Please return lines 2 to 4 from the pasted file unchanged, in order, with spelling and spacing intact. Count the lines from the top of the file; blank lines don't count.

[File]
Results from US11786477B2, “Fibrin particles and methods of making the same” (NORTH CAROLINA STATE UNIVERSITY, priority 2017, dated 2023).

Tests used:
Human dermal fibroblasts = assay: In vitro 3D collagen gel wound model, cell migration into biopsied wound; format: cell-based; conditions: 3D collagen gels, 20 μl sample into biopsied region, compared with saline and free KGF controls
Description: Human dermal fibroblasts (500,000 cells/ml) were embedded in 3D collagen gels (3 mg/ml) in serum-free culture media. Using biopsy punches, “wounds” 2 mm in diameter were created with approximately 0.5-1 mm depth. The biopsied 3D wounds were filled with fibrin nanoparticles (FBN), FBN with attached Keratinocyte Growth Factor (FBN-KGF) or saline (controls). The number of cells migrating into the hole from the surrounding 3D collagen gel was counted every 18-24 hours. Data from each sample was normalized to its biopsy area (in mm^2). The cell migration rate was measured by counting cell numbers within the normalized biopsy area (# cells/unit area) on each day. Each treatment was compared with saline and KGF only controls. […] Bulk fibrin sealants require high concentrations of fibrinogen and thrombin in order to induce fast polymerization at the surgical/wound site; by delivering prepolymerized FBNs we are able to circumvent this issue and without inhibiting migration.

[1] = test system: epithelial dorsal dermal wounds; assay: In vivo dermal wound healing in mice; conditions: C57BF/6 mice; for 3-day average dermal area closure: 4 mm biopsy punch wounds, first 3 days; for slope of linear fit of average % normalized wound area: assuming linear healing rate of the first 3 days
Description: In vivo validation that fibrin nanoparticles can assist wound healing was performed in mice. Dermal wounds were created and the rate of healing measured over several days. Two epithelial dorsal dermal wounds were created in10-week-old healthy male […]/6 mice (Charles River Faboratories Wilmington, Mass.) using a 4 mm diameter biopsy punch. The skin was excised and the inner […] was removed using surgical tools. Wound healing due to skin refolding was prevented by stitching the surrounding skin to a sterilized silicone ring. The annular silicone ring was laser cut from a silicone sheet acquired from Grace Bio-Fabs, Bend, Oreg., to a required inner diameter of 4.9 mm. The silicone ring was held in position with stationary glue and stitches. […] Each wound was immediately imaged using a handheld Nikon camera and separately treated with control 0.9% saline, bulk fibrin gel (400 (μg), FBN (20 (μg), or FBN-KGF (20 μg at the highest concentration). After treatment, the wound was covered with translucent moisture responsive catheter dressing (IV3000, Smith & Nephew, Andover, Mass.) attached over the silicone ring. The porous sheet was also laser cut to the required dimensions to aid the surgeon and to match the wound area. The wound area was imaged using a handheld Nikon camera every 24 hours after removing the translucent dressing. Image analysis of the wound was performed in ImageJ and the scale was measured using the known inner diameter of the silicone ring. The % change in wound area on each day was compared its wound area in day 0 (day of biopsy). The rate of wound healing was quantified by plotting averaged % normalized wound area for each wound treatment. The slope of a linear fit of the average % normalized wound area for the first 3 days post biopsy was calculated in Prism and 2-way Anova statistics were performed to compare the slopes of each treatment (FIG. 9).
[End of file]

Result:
Tests used:
Human dermal fibroblasts = assay: In vitro 3D collagen gel wound model, cell migration into biopsied wound; format: cell-based; conditions: 3D collagen gels, 20 μl sample into biopsied region, compared with saline and free KGF controls
Description: Human dermal fibroblasts (500,000 cells/ml) were embedded in 3D collagen gels (3 mg/ml) in serum-free culture media. Using biopsy punches, “wounds” 2 mm in diameter were created with approximately 0.5-1 mm depth. The biopsied 3D wounds were filled with fibrin nanoparticles (FBN), FBN with attached Keratinocyte Growth Factor (FBN-KGF) or saline (controls). The number of cells migrating into the hole from the surrounding 3D collagen gel was counted every 18-24 hours. Data from each sample was normalized to its biopsy area (in mm^2). The cell migration rate was measured by counting cell numbers within the normalized biopsy area (# cells/unit area) on each day. Each treatment was compared with saline and KGF only controls. […] Bulk fibrin sealants require high concentrations of fibrinogen and thrombin in order to induce fast polymerization at the surgical/wound site; by delivering prepolymerized FBNs we are able to circumvent this issue and without inhibiting migration.